To add to the complexity, we were presenting concepts of leadership and story that are at times incomprehensible to our participants. We intuitively knew that we needed to use leadership as the doorway into storytelling, but there is simply no word in Dari that conveys what I am trying to tell them about story. I’m not talking about telling stories to children. I’m not speaking about fairytales or fables or even sitting around the fire. I’m talking about the human mind structured with and through stories and how we use them at every moment to make sense and meaning of the world.
I want them to experience how storytelling can make them better leaders and how it is shaping how they see the world now. I want them to become aware that they are living in a narrative and they can change it. But how can you help someone see that the “normal” they live in could be totally different?
On day 3 we notice half the group is not doing the exercise we had just briefed. It turns out that a suicide bomber had just blown themself up in Kabul and they are watching the footage on a smart phone. The trauma in the room becomes evident and no one can pay attention to the workshop. Nothing really seems to have worked to this point – is anything getting in?
By the end of Day 3, as our participants go off for an away day, our little team was in the depths of crisis. Can we sit in this fire until something opens? Can we trust what we have prepared? Can we trust each other? We are holding participants and ourselves in the struggle of coming to peace with the not knowing.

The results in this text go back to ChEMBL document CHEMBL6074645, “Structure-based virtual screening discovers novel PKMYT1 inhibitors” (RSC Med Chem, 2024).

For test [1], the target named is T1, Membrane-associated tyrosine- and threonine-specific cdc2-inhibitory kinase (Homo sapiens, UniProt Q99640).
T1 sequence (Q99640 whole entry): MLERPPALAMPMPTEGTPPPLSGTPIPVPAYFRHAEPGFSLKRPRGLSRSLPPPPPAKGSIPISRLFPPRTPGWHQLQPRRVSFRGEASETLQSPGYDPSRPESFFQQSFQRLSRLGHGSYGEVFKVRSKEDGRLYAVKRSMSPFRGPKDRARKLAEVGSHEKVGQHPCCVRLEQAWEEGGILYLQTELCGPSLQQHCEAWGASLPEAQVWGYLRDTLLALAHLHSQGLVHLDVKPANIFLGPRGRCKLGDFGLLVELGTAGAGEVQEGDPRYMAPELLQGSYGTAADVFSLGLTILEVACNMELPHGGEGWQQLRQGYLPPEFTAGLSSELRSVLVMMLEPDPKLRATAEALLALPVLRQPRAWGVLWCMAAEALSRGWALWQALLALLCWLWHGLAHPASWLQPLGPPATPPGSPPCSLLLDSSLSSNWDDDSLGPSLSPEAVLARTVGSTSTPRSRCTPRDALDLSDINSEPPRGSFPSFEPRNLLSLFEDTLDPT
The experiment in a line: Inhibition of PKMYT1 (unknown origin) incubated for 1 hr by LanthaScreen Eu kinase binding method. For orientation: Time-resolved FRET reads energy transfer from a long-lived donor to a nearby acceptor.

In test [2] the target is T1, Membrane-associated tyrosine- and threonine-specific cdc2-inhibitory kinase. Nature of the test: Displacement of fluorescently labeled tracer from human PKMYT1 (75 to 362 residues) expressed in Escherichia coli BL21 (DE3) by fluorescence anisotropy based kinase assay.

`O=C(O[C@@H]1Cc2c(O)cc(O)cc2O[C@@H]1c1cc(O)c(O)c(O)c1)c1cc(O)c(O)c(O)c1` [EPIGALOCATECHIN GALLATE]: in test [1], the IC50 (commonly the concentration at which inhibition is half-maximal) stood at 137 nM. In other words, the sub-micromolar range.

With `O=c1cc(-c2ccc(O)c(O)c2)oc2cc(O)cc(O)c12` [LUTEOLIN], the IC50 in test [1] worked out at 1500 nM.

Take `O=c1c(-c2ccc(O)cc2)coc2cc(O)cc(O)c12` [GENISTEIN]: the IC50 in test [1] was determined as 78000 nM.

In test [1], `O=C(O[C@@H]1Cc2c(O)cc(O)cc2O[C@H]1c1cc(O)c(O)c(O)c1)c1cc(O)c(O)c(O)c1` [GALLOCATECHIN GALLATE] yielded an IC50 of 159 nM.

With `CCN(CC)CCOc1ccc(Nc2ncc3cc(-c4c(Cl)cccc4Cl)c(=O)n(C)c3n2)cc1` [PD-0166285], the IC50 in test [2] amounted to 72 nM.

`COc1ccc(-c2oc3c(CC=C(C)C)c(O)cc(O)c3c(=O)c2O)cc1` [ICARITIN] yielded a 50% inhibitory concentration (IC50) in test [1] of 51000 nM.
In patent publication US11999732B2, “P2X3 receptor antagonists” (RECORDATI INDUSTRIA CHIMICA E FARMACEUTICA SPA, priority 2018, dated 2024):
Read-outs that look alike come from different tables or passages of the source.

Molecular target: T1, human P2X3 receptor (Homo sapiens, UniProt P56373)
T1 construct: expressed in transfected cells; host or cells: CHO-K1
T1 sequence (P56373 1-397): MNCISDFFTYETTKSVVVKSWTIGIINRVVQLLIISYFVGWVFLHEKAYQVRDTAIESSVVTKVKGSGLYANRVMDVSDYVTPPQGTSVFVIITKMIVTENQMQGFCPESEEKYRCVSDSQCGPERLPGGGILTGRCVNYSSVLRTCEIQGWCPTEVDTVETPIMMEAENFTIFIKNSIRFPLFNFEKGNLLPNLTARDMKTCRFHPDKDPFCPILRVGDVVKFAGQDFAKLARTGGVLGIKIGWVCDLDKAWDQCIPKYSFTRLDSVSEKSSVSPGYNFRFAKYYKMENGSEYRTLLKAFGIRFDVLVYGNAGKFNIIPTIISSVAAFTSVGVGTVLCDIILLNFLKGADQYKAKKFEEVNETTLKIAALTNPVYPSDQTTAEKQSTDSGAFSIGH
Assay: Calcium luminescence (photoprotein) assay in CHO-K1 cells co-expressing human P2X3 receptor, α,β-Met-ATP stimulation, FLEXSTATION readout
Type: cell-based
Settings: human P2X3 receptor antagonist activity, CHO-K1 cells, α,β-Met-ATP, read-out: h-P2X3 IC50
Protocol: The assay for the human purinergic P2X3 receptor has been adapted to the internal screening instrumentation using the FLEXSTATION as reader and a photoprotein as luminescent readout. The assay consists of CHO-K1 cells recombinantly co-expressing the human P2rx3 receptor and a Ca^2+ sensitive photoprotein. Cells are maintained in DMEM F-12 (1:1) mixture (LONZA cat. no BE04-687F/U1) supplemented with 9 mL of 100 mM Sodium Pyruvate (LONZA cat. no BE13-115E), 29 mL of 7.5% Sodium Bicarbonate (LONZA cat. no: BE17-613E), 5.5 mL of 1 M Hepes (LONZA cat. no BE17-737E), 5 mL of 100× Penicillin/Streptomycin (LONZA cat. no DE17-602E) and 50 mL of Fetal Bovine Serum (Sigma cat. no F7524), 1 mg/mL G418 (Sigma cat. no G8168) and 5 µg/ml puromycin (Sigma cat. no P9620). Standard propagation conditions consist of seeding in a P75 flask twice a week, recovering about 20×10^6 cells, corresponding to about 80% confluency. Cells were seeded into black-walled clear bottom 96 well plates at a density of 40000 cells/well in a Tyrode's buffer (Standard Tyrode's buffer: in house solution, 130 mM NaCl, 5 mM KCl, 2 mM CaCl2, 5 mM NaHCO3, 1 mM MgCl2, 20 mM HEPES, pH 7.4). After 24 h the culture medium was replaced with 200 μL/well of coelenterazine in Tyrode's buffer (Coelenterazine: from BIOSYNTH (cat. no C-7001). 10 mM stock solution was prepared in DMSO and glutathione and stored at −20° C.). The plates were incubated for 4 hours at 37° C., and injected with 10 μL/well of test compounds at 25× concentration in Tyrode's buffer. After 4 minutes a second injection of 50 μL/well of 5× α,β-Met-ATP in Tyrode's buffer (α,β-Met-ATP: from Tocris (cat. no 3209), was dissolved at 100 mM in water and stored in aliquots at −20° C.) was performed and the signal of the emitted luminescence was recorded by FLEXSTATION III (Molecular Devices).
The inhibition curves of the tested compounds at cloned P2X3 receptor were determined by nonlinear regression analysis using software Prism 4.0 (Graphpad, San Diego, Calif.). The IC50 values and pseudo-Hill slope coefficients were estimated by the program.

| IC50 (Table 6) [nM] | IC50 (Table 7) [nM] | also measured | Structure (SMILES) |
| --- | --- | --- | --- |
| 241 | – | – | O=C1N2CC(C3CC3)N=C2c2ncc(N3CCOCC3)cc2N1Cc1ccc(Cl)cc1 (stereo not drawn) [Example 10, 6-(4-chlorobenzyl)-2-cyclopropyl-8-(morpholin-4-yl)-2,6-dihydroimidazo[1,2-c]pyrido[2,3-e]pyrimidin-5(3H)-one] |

Finally I reach the place of knowing I have to surrender. I had to give up the expectation that anything I do will land with the participants. I had to give up that I know what I’m doing or that I’m even good at what I do. I told my colleagues “I don’t have to like them, but I have to love them enough to be in this work with them” – I have to find the ground of who I want to be in this work, rather than what I want to do. I have to trust – myself and us all – that the story will emerge and the magic in the middle will arise.
From that moment it is like following a trail of breadcrumbs out of the forest. They build models of the current reality and what the future could look like and this releases creativity and conversation on a new level. I ask them to tell the story of the future. I follow their creativity with the story “The Golden City” — a story I found more than 10 years ago and haven’t seen since, but which arrived in my mind like a blessing — and I see them lean in like everyone who is hearing a good story that lands in the heart. We talk about the role of leadership being one of invitation and how important their own leadership story is. The doorway is opened.
In the closing round we pass around a stone – a piece of deep blue lapis lazuli, a part of the land of Afghanistan itself – and we begin to hear just how much our time together has impacted them. Story and relationship are the common thread. Their voices are soft, their faces have changed, the circle is charged with emotion. Although there is a long road to come, we sense some seeds have been planted.
I came away from that work with both questions and a commitment. There are so many ways that we exercise violence on each other and so many possibilities to practice a different way of being. What would it take to shift the narrative of violence in so many parts of the world? How can we help each other to express ourselves in a different way? How may story serve? What is it that I need to learn, develop or foster that can enable me to be helpful at this time in the world?
How could Story Activism be a beginning for change? I think I found one of the keys to my own work with the group in Thailand: we live in a narrative, and that means we can change it. I am committed to staying in practice and discovering how.